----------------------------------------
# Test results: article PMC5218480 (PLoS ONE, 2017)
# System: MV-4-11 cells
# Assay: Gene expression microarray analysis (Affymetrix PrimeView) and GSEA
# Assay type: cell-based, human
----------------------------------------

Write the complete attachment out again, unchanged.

# Test results: article PMC5218480 (PLoS ONE, 2017)
# System: MV-4-11 cells
# Assay: Gene expression microarray analysis (Affymetrix PrimeView) and GSEA
# Assay type: cell-based, human